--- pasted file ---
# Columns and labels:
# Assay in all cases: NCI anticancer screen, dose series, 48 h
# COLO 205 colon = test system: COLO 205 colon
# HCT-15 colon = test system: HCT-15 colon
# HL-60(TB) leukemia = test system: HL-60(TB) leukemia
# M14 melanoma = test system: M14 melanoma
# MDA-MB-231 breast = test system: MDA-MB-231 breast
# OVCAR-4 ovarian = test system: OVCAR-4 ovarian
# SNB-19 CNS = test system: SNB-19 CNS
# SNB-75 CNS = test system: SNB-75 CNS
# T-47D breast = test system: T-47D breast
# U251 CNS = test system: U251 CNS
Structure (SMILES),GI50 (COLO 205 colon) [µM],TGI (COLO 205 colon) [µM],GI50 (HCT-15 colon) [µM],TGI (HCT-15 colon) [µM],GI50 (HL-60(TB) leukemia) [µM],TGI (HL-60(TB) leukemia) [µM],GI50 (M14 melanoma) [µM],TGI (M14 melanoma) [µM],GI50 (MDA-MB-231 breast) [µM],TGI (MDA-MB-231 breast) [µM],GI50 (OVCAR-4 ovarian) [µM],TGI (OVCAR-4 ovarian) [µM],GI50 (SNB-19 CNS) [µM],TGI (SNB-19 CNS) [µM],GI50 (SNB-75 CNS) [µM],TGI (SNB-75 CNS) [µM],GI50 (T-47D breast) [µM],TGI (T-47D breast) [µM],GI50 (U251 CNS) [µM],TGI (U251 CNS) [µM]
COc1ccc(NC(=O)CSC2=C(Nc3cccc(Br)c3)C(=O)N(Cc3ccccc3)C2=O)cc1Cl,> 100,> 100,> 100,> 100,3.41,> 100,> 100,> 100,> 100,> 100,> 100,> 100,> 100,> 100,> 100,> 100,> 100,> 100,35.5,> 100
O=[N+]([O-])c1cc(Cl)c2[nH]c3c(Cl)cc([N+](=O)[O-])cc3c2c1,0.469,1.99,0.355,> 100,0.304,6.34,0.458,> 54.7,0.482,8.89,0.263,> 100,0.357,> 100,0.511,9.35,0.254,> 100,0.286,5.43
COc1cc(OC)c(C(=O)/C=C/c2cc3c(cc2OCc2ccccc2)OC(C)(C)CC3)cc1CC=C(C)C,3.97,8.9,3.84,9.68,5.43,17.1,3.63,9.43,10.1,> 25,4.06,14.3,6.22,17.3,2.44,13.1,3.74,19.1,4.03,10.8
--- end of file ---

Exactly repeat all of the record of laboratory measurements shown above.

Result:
# Columns and labels:
# Assay in all cases: NCI anticancer screen, dose series, 48 h
# COLO 205 colon = test system: COLO 205 colon
# HCT-15 colon = test system: HCT-15 colon
# HL-60(TB) leukemia = test system: HL-60(TB) leukemia
# M14 melanoma = test system: M14 melanoma
# MDA-MB-231 breast = test system: MDA-MB-231 breast
# OVCAR-4 ovarian = test system: OVCAR-4 ovarian
# SNB-19 CNS = test system: SNB-19 CNS
# SNB-75 CNS = test system: SNB-75 CNS
# T-47D breast = test system: T-47D breast
# U251 CNS = test system: U251 CNS
Structure (SMILES),GI50 (COLO 205 colon) [µM],TGI (COLO 205 colon) [µM],GI50 (HCT-15 colon) [µM],TGI (HCT-15 colon) [µM],GI50 (HL-60(TB) leukemia) [µM],TGI (HL-60(TB) leukemia) [µM],GI50 (M14 melanoma) [µM],TGI (M14 melanoma) [µM],GI50 (MDA-MB-231 breast) [µM],TGI (MDA-MB-231 breast) [µM],GI50 (OVCAR-4 ovarian) [µM],TGI (OVCAR-4 ovarian) [µM],GI50 (SNB-19 CNS) [µM],TGI (SNB-19 CNS) [µM],GI50 (SNB-75 CNS) [µM],TGI (SNB-75 CNS) [µM],GI50 (T-47D breast) [µM],TGI (T-47D breast) [µM],GI50 (U251 CNS) [µM],TGI (U251 CNS) [µM]
COc1ccc(NC(=O)CSC2=C(Nc3cccc(Br)c3)C(=O)N(Cc3ccccc3)C2=O)cc1Cl,> 100,> 100,> 100,> 100,3.41,> 100,> 100,> 100,> 100,> 100,> 100,> 100,> 100,> 100,> 100,> 100,> 100,> 100,35.5,> 100
O=[N+]([O-])c1cc(Cl)c2[nH]c3c(Cl)cc([N+](=O)[O-])cc3c2c1,0.469,1.99,0.355,> 100,0.304,6.34,0.458,> 54.7,0.482,8.89,0.263,> 100,0.357,> 100,0.511,9.35,0.254,> 100,0.286,5.43
COc1cc(OC)c(C(=O)/C=C/c2cc3c(cc2OCc2ccccc2)OC(C)(C)CC3)cc1CC=C(C)C,3.97,8.9,3.84,9.68,5.43,17.1,3.63,9.43,10.1,> 25,4.06,14.3,6.22,17.3,2.44,13.1,3.74,19.1,4.03,10.8